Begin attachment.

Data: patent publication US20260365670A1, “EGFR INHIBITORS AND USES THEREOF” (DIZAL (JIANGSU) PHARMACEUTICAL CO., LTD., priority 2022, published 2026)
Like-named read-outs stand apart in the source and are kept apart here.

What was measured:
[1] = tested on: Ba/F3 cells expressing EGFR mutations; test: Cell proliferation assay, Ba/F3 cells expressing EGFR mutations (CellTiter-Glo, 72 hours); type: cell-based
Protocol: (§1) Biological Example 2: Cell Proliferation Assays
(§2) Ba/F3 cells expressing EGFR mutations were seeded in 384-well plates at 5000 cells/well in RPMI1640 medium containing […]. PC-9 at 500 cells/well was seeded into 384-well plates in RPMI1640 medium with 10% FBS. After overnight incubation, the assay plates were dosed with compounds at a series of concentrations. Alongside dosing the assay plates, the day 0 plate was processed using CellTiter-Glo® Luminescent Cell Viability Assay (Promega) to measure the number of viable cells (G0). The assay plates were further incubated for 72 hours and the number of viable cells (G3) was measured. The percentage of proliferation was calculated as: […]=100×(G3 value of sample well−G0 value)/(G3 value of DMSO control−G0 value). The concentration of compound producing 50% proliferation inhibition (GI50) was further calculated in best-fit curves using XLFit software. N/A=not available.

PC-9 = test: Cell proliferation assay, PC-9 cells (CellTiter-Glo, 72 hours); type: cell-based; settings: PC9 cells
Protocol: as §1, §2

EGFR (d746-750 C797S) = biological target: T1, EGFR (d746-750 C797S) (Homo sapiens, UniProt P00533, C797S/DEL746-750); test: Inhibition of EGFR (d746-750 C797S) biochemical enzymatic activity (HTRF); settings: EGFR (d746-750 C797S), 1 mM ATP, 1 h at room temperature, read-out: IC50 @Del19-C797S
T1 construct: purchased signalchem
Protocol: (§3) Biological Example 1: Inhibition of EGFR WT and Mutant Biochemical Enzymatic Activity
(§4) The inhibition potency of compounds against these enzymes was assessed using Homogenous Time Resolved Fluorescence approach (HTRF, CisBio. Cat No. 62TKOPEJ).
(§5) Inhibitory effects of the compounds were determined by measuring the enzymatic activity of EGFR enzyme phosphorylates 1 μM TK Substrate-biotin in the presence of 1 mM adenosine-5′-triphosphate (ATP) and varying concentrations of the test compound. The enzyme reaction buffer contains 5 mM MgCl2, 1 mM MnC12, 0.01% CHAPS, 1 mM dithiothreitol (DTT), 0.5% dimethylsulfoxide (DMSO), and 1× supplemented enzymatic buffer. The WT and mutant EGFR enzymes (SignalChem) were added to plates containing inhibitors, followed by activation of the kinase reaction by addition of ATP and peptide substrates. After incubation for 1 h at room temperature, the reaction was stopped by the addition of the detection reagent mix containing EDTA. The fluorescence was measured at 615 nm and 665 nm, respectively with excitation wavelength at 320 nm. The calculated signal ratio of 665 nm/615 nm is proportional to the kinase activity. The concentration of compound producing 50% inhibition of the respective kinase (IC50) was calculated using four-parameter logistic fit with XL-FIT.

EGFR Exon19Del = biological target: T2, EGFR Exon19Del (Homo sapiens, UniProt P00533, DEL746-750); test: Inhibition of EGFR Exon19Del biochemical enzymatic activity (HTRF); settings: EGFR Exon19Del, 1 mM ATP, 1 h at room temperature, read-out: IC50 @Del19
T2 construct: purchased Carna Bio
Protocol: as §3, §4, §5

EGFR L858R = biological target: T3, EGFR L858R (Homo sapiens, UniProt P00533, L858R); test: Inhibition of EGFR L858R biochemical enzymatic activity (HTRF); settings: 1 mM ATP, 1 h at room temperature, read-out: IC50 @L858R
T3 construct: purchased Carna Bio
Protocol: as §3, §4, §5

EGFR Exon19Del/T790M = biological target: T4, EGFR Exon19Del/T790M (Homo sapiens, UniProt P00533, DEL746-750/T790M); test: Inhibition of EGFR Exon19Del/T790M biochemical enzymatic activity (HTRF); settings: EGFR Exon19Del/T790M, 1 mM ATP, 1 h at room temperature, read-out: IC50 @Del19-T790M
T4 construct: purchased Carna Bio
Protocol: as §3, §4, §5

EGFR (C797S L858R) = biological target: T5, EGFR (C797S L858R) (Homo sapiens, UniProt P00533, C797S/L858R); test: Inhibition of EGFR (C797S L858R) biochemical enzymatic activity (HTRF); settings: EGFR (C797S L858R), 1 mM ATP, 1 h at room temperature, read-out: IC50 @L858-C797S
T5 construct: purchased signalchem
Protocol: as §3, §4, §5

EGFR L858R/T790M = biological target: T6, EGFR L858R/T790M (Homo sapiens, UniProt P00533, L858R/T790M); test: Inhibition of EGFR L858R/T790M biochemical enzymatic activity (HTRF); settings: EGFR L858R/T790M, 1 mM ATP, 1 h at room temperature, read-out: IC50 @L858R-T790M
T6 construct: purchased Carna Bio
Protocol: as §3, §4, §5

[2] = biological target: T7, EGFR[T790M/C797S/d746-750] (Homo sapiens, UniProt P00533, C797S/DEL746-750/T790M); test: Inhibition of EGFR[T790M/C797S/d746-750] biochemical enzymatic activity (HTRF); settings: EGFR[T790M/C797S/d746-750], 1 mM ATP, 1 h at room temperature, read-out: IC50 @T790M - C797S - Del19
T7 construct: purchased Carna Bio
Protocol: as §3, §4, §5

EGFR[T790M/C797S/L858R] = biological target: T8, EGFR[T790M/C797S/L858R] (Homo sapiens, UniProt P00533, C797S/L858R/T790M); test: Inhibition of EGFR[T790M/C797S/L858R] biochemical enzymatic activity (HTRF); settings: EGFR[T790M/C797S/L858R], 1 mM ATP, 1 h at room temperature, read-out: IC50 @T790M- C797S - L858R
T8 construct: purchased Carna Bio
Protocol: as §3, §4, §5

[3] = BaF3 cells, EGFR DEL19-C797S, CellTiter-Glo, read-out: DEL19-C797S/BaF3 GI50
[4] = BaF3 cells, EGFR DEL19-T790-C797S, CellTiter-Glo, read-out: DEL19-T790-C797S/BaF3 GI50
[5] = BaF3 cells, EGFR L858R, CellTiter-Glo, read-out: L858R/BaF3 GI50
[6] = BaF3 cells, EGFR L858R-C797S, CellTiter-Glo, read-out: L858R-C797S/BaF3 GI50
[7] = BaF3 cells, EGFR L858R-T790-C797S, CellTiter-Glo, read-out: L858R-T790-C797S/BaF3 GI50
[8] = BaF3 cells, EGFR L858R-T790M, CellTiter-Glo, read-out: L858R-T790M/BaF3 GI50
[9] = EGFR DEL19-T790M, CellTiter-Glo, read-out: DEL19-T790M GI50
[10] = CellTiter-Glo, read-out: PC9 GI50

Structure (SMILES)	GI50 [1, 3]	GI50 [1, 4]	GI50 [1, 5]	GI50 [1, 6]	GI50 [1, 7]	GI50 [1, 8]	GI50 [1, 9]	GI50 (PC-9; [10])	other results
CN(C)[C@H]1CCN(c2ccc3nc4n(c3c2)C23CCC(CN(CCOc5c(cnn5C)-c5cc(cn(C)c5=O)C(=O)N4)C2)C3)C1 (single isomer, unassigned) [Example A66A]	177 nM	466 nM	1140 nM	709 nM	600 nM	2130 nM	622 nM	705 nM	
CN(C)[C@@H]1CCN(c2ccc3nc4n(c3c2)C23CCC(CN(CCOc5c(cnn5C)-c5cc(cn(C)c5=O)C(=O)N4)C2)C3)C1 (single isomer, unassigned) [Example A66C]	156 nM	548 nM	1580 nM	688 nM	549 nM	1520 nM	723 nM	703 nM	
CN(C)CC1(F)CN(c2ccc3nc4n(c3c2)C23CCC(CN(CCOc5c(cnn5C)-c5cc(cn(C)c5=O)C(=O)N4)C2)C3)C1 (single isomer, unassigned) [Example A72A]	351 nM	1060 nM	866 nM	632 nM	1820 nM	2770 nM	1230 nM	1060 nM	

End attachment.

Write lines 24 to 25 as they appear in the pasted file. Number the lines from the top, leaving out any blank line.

T5 construct: purchased signalchem
Protocol: as §3, §4, §5